The Influx of Baby Boomers in the On-Demand Economy

working togetherWhen people think of the on-demand economy they think of millennials typically, or maybe folks slightly older, doing some part-time work around another full-time job. What we don’t necessarily think of are baby boomers. In fact, they are rarely brought up as a big part of this new digital smartphone workforce.

Initially, it seems to make sense. Whenever we want to make fun of our new society of people attached to their cell phones, one rarely sees a photo of a bunch of 60-year-olds sitting around a restaurant table not really talking to each other and just staring at their phones. It’s always the 20-somethings.

Though when it comes to actually using technology, I know I, for one, really do have a part-time job; I work tech-support for my parents. It’s often pretty basic stuff: “How do I turn the ringer on?” or “How do I get this out of the computer?” I poke fun a bit and get paid in babysitting hours and chocolate chip cookies. But in all seriousness, both my parents, who are in their mid/late 60s, are pretty good at using their iPhones and the various apps. They post on Facebook, take photos, send text messages, check their email, and do online banking.

The learning curve is a bit slower when getting comfortable with new technology compared to Millennials. Boomers tend to be a little more hesitant to download new apps to their phone, try them out, and sign up with their Social Security numbers or other personal info. However, what boomers lack in early adopter attitude for technology, they make up for in just about everything else.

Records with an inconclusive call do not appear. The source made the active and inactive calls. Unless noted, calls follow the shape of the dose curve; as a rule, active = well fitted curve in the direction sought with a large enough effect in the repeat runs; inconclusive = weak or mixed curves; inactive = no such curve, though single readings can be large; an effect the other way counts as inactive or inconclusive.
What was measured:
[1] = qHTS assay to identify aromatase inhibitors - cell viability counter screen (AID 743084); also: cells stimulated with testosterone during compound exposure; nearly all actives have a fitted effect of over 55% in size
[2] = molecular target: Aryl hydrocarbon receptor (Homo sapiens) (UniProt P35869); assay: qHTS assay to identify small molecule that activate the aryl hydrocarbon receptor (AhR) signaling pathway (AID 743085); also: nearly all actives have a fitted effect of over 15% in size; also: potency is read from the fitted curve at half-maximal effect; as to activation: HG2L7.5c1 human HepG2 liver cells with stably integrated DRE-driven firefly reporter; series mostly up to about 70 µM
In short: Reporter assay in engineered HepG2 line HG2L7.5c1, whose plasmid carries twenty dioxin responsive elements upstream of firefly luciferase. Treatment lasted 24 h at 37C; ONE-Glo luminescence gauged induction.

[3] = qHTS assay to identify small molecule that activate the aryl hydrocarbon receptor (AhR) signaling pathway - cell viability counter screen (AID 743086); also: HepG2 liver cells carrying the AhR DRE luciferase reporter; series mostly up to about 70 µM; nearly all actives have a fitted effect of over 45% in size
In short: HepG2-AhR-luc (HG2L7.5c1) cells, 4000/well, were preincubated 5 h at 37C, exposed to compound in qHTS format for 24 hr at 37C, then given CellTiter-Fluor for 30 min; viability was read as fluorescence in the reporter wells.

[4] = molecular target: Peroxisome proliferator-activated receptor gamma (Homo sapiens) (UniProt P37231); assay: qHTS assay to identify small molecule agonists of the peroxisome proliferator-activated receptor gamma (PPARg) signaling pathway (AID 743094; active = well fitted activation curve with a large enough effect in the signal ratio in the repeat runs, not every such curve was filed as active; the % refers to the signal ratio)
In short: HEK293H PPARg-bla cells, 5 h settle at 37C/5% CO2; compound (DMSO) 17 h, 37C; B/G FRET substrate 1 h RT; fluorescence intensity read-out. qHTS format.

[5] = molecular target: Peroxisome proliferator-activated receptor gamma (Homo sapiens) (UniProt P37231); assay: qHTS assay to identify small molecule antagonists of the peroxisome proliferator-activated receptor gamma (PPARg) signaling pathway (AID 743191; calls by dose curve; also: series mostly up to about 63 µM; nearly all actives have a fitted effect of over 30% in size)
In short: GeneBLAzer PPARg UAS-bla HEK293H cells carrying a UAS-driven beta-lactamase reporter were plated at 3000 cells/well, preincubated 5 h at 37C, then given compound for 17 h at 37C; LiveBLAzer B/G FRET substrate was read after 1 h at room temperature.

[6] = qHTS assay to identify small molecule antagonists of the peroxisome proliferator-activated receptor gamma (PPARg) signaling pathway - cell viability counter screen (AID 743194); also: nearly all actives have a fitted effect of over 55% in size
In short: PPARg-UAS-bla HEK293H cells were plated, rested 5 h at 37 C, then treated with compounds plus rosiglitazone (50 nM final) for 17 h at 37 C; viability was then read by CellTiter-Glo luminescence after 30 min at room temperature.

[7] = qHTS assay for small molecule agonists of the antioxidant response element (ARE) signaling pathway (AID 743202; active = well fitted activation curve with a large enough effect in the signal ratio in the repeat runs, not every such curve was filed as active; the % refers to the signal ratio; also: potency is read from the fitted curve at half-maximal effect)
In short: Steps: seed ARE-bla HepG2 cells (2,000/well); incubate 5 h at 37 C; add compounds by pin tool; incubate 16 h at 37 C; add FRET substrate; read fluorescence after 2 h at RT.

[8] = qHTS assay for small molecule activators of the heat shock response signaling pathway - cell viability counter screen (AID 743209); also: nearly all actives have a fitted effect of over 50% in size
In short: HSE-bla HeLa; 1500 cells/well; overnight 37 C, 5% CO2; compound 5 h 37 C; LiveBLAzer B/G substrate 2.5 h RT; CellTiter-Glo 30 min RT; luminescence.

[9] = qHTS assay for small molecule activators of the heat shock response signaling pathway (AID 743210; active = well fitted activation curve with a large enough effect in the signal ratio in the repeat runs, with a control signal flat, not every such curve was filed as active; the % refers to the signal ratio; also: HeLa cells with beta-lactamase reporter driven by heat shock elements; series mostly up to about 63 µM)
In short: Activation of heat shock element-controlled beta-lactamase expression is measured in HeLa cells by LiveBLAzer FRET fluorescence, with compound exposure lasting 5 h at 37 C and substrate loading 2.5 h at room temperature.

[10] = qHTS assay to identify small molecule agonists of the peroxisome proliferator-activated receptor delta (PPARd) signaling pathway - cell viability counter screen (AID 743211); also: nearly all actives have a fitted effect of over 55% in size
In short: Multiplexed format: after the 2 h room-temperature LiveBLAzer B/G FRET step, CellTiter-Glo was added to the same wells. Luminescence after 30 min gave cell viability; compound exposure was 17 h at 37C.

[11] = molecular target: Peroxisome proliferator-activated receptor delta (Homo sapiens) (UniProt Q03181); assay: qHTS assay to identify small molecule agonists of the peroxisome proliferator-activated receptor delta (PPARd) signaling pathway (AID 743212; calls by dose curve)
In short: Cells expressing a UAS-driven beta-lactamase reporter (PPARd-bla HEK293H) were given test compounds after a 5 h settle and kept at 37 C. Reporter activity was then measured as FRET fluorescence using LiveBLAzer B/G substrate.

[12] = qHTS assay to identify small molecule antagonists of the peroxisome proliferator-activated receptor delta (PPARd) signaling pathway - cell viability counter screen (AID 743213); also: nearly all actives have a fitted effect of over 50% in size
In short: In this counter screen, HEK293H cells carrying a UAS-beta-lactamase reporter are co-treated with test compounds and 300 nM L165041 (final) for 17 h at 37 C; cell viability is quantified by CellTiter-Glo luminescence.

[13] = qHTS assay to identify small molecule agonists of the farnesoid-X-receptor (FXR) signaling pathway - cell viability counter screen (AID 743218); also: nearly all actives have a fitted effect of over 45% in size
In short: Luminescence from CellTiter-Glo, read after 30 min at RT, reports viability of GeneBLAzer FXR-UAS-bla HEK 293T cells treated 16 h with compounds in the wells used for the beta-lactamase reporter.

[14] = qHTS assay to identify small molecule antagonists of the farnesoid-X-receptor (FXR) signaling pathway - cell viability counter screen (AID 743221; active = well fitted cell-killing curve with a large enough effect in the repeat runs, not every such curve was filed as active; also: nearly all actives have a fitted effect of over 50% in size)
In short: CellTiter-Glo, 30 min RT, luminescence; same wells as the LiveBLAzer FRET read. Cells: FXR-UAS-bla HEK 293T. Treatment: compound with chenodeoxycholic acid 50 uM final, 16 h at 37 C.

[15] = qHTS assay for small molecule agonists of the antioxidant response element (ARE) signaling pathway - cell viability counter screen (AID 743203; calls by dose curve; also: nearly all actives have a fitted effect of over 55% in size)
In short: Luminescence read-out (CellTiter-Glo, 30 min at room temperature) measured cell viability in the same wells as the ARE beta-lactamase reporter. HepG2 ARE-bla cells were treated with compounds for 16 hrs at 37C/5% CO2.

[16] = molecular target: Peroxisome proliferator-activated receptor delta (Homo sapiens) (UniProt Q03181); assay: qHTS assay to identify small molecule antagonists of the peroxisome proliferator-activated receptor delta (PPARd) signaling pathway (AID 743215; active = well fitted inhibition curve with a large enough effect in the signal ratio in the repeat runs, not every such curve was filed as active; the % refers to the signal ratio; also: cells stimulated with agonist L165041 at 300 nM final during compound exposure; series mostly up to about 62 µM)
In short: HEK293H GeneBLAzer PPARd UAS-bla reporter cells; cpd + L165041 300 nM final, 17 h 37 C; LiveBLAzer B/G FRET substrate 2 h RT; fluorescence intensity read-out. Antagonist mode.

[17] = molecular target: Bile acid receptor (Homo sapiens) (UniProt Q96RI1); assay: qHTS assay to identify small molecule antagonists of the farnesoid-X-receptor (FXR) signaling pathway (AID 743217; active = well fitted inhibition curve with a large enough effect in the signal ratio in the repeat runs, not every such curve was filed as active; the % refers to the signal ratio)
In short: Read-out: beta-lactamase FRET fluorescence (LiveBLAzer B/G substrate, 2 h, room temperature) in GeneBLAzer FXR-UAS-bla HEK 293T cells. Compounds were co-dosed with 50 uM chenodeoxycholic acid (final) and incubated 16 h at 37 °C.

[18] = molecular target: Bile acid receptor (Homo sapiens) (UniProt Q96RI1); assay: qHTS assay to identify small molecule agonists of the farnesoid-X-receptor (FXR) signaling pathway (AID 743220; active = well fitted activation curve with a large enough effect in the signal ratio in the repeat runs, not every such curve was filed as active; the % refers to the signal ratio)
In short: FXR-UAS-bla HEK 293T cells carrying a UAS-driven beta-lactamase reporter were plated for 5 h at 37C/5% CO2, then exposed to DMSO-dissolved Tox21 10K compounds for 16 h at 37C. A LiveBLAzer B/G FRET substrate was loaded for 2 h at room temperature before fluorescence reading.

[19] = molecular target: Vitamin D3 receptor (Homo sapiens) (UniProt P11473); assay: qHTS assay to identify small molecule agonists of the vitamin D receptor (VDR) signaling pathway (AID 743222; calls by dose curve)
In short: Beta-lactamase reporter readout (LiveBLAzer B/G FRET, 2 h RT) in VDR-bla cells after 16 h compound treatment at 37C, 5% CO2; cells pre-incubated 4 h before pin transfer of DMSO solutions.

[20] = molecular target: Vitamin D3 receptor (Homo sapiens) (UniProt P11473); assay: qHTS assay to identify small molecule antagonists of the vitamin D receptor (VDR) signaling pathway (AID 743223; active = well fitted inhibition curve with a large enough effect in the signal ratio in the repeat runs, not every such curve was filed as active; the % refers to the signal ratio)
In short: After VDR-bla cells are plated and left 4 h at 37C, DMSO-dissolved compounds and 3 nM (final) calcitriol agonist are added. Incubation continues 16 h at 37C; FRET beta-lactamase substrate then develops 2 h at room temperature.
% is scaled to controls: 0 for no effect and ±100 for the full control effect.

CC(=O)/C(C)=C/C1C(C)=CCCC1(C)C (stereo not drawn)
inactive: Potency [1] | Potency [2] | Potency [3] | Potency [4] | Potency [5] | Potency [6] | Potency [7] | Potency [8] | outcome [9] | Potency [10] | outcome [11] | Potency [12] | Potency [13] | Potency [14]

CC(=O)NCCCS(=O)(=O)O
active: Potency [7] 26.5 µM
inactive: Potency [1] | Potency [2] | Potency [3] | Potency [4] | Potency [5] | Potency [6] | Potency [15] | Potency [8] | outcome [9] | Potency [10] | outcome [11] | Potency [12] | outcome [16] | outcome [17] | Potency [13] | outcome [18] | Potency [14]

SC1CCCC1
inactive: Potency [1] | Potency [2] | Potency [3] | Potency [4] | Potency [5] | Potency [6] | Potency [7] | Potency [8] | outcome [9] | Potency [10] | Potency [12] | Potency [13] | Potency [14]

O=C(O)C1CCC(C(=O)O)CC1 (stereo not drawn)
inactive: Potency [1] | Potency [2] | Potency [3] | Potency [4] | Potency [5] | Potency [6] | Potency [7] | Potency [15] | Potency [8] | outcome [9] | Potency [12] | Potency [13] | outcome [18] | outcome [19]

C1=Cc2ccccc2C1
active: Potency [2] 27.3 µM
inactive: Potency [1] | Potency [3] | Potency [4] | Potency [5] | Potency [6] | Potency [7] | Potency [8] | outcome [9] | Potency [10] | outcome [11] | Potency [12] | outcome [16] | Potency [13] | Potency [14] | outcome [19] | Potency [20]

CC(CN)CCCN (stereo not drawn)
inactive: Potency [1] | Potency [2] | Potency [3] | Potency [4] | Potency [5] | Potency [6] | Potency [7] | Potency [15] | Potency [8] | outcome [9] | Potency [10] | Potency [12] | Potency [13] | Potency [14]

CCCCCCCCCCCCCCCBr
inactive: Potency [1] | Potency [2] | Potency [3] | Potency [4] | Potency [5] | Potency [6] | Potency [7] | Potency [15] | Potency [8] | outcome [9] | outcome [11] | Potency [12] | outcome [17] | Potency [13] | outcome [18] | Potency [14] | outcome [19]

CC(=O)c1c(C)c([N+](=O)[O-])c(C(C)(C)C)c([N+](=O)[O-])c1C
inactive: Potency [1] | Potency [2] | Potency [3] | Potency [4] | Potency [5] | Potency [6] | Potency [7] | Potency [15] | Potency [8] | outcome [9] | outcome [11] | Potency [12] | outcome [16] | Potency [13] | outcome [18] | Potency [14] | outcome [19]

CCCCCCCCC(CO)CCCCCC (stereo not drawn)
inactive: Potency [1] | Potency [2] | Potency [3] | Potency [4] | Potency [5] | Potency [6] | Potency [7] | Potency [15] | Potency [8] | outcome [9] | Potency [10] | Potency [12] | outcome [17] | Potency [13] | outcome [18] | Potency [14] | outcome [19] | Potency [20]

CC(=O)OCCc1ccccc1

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Now, we can throw lots of “back in my day” or “kids today” lines out there, but the truth is, boomers have a lot to offer. Let’s start with work experience. Boomers are in their retirement phase right now, typically, and have 20, 30, or 40 years of work experience under their belt. Compare that with: “I’m 23 and this is my first job.” With those years comes on-the-job training and other life and work skills. Have you ever gotten into an Uber and the 22- year-old driver couldn’t get to exactly where you wanted to go because they couldn’t read a map? In 30 years you also learn a lot about people and how to deal with them. Much of the on-demand economy requires dealing, even if in a small way, with people. So all those years of experience in how to defuse a situation or make people happy or understand who’s difficult to work with will come in handy. Good customer service makes the platform they’re working for look good! These are the Brand ambassadors of the platforms.

They also have a different set of job-loyalty values than we do today; and not just millennials, but also Gen Xers like me. We’ve always heard stories about our parents getting one job and then staying there throughout their career and collecting a pension. When it comes to the on-demand economy, Boomers bring those values with them. If they find something they like doing, they are more likely to stay there and do a good job at it for the long term.

At, we’ve been interviewing hundreds of people in the on-demand space. Those include millennials as well as baby boomers. We have found that the entire industry needs more discovery, learning about the different opportunities and platforms available today. While the millennials will jump into a platform faster than the boomers, we feel that spending that bit of extra time with the baby boomers to get them comfortable with and accustomed to the platforms will pay off in the long term by bringing their experience, people skills, work ethic, and dedication to this new economy.

MORE: The workforce crisis and how to close the gap

Joe Rubin

Joe Rubin
Joe Rubin is co-founder and director of corporate development,

Joe Rubin

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